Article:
AYRSHIRE BULLS won the Super Series Championship a couple of years back and they will do their utmost to double that tally this coming Saturday, while preventing Stirling Wolves from picking up their first trophy.
If the Bulls were ever tempted to take the threat posed by the Wolves a little lightly then last weekend’s semi-final, when Stirling mugged the league leaders Heriot’s, is a timely warning as Bulls midfielder Bobby Beattie readily concedes.
“We were kinda surprised [by the result],” he admits. “But after watching the game you can see how they won. The Wolves were so physical and they took the fight to Heriot’s, attacking the breakdown, and you can see how it unfolded. Stirling played to their strengths and we won’t take them lightly because they are coming hard at us as well.”
Beattie is an interesting character, part of the wider clan that produced his Scottish international cousin Johnnie, while at 30-years-old he is verging on veteran status, at least in Super Series.
He has been around the houses experiencing most levels of rugby that Scotland has to offer. He kicked off at Glasgow Accies in Division Two (West), before moving to Glasgow Hawks were he signed a dual contract with Glasgow Warriors but never quite made the leap into the pro ranks, instead having to settle for a few pre-season appearances.
A move to the English Championship ensued – “the Champ” as Beattie dubs it – where he played first for London Scottish and latterly with the well funded Ealing Tralifinders. He enjoyed “the Champ” and, while he concedes it is probably more physical than Super Series, he argues that the Scottish league is possibly more skilful. Whatever the truth of that, Beattie impressed sufficiently to get called into the Scotland Sevens squad, where he played several tournaments at centre, just one of his many positions.
Beattie brings flexibility to any squad, comfortable in the back-three or midfield, an adaptability that can cut both ways.
“It is a blessing and a hindrance,” he says of his versatility. “You can get chucked in anywhere or put on the bench. I have established myself as an inside centre these days. I started on the wing and worked my way back in!
“I haven’t played much at 12 since I played there for Glasgow Accies back in the day but it’s good because I feel I can get more involved in the game. We have such good attacking players …” – and he name checks the Bulls’ back three of Luca Bardelli, Jamie Shedden and Ollie Horne.
“I feel that I can contribute to the team effort by getting the ball to those guys, identifying where the space is. I am not just a runner any more, I can act a bit more as a playmaker these days.”
When asked what he brings to the team, Beattie talks about his decision-making ability and having the cool head of the older statesman who has some miles in the saddle.
When you ask the Bulls’ management about Beattie they too point to his unflustered ability to do the right thing at the right time. He is, they insist, one of those priceless players that make the others around him better just by being there. It’s a handy superpower to have and doubtless helped earn Beattie selection for last season’s TOL Super Series Team of the Tournament.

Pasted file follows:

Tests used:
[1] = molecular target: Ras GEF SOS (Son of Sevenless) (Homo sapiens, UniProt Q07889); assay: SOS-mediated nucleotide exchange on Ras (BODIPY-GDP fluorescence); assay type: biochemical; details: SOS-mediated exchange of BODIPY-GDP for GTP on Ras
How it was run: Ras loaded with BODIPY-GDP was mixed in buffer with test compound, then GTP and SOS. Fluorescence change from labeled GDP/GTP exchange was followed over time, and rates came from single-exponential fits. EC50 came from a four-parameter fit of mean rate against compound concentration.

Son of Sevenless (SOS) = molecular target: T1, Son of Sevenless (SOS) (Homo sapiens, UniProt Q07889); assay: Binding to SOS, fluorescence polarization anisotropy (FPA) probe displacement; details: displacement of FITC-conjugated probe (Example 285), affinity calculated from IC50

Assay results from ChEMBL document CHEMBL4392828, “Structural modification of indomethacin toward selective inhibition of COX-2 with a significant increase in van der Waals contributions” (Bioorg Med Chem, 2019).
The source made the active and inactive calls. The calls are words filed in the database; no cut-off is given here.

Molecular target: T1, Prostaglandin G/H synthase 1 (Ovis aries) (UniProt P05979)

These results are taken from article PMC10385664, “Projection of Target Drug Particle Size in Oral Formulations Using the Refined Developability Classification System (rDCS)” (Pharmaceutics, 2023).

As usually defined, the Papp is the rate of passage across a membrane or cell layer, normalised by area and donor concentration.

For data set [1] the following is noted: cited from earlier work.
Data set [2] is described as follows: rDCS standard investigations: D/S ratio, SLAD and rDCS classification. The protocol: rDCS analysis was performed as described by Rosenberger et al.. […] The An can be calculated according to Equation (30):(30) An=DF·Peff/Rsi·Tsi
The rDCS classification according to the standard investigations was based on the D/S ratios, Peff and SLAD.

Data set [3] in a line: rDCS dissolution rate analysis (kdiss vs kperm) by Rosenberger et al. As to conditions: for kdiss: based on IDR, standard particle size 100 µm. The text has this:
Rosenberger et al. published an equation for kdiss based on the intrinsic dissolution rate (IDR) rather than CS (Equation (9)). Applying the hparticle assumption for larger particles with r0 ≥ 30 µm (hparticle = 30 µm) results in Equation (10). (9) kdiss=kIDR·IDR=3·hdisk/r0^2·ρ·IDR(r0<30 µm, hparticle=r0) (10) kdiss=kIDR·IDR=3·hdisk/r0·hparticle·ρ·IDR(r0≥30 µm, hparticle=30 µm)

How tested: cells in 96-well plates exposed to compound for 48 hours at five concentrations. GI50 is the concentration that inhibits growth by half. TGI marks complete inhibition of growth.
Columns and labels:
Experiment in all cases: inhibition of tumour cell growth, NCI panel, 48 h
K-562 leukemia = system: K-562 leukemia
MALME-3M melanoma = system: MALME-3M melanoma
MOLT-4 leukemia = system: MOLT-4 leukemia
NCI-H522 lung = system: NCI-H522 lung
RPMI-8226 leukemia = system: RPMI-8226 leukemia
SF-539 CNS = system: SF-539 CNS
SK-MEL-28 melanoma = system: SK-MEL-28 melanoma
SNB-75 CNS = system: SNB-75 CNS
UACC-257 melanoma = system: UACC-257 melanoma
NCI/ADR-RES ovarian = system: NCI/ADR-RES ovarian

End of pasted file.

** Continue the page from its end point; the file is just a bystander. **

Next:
As a Glasgow man, Beattie feels he has earned the right to be part of the Bulls set-up in the South West of Scotland, built firmly on the foundations of Ayr Rugby Club. In fact, he hopes to finish his career with the Bulls and why not? They won this tournament once before and have a fighting chance of doing the same on Saturday.
In addition to his on-field heroics, Beattie also plays a key role off the field for the Bulls. He qualified earlier this year as a strength and conditioning coach and he now runs the Bulls; conditioning programmes as well as helping out with Scottish Ballet several times a week. “Artists or athletes,” he muses out loud, “it’s a fine line” … you presume he is talking about the dancers rather than the Bulls’ front five.
When asked which side will benefit most from playing on Edinburgh’s plastic pitch at the Hive Stadium his response is immediate.
“I think it will suit us!” Beattie asserts, before chuckling at his own certainty. “Look, both teams are fairly similar in the way they play. We both rely on our forward pack and are pretty physical but I think that we have better attacking threats out the back and that fast pitch will suit our fast guys. I think it will suit those guys down to a tee.”
And finally, where will the final be won and lost?
“At the breakdown, in the forwards,” he offers. “And Pat MacArthur [Bulls’ head coach] will love me for saying this, the scrums are going to be massive.
“If our forwards can get us quick, front-foot ball, and I am 100 percent sure they will, I think that’s where that game will be won and lost.”